Right-wing parties lead in school election


Here’s the national figures for yesterday’s school election (change from 2007 school election in brackets):

Labour – 23.8% (+2.6)
Progress Party – 23.7% (+2.6)
Conservatives – 16.3% (-1.2)
Socialist Left – 10.4% (-0.4)
Liberals – 6.0% (+1.0)
Centre Party – 5.7% (-1.5)
Red – 4.8% (-1.9)
Christian People’s Party – 3.7% (-0.1)

Full details here (http://www.samfunnsveven.no)

Which gives a total of 44.7% for the three governing parties + Rødt and 49.7% for the four main non-socialist parties.

When the Green Party (who got 1.2% nationally) are included the left has a small majority in Oslo. They also come first in Northern Norway and Trøndelag, get a small majority in Oppland, Hedmark and Telemark, and a huge majority in Sogn og Fjordane. The right by contrast come far ahead in Rogaland, Hordland, Møre og Romsdal, Sørlandet and most of the areas directly east, south and west of Oslo (ie. Vestfold, Østfold and Buskerud). Worryingly the neo-nazi party Vigrid received 4% in Buskerud (the only county where they’re standing) and in one school where they participated in a debate they received 10% of the vote.

While the overall results don’t seem too much different from 2007 they do differ quite a lot from the one held at the time of the last Stortingsvalg in 2005. Then the results were reversed and the left was ahead with over 50%. The party to have lost out the most are the Socialist Left who declined to just over 10% from the 16.6% they received in 2005. Socialist Youth leader Mali Steiro Tronsmoen on Dagsnytt 18 explained that young people like to support the opposition and that inevitably her party has suffered by being part of the government (and as the junior partner not being as successful in getting their policies through as their supporters would have liked).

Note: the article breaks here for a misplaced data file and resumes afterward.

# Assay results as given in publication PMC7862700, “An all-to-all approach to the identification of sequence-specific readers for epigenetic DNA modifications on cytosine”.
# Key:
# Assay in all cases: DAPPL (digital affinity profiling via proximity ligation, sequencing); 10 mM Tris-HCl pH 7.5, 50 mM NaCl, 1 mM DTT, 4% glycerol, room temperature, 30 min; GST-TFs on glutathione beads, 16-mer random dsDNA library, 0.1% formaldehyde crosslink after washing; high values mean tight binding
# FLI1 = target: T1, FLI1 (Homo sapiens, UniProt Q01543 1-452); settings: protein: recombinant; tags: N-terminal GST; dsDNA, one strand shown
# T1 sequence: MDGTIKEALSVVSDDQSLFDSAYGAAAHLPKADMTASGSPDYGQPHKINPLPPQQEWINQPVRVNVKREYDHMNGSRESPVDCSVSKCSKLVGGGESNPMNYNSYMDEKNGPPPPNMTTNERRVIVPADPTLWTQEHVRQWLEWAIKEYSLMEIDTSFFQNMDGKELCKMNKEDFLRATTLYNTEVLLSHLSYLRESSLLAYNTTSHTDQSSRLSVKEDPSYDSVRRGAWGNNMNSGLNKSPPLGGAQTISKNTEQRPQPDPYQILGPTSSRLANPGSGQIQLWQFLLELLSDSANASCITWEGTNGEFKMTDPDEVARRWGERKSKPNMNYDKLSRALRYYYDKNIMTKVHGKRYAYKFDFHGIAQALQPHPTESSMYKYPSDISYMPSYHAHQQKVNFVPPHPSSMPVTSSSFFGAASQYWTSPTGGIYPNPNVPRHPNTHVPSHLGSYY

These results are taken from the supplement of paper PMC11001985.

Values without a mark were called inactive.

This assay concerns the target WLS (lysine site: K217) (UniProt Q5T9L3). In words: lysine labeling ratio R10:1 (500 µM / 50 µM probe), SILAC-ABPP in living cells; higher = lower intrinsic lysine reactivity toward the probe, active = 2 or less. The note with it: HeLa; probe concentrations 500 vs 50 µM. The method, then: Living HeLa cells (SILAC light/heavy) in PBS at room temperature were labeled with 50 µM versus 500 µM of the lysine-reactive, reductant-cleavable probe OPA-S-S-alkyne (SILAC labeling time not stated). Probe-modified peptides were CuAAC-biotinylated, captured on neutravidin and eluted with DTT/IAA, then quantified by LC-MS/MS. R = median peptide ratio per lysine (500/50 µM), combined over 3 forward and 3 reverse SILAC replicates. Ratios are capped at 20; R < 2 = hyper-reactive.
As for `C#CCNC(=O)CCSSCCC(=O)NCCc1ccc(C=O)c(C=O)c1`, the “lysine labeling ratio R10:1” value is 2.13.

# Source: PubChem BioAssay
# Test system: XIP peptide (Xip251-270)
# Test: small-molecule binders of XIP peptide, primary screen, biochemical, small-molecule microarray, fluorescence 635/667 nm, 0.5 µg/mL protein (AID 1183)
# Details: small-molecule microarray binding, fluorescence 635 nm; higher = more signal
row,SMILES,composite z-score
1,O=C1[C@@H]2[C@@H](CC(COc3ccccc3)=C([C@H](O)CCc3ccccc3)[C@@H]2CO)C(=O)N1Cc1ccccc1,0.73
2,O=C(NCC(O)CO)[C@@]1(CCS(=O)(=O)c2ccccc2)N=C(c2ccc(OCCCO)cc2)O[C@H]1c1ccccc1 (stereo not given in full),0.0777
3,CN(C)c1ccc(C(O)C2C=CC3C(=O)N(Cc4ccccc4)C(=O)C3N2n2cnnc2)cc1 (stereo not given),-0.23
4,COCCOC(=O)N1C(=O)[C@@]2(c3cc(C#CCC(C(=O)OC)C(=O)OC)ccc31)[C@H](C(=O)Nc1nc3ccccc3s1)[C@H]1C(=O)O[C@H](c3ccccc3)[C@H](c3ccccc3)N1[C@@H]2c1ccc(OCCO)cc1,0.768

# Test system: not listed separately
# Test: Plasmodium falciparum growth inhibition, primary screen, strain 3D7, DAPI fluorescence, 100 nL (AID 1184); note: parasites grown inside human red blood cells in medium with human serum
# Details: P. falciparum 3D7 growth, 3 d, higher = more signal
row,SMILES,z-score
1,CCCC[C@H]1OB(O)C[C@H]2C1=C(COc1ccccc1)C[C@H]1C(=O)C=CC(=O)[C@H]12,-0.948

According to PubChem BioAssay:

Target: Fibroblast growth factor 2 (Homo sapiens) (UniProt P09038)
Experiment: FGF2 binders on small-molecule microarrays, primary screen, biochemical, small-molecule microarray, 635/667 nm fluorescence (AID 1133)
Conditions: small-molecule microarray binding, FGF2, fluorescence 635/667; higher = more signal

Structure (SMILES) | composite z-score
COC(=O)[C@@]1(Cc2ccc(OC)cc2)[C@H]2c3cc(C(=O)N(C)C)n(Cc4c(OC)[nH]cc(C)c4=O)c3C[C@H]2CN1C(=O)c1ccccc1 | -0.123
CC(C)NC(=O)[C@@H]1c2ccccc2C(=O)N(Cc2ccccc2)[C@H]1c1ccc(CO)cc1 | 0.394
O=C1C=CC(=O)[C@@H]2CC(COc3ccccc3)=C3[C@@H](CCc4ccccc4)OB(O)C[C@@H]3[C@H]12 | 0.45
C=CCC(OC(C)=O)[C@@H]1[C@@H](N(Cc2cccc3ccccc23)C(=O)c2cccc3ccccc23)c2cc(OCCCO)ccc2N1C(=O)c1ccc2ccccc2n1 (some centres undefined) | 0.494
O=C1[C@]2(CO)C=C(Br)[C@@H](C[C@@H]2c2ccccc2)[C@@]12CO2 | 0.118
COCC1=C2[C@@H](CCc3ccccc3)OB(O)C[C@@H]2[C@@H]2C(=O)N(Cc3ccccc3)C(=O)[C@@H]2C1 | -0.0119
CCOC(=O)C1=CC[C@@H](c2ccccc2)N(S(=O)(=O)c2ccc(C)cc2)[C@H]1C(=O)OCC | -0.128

Also down are the right-wing Progress Party who in 2005 were the largest party in the school election with 25.2%. This is perhaps further evidence to suggest that the Progress Party is not going to do nearly as well in Monday’s election as they would have hoped (and as the polls had been suggesting they would for much of the last few years).



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One Response to “Right-wing parties lead in school election”

  1. Hanssi Says:

    I wouldn’t go as far as saying Frp is a right-wing party. In Norway it is, but in the US it’s left-wing even compared to the democratic party…
    In the US it would even be called a socialist party…

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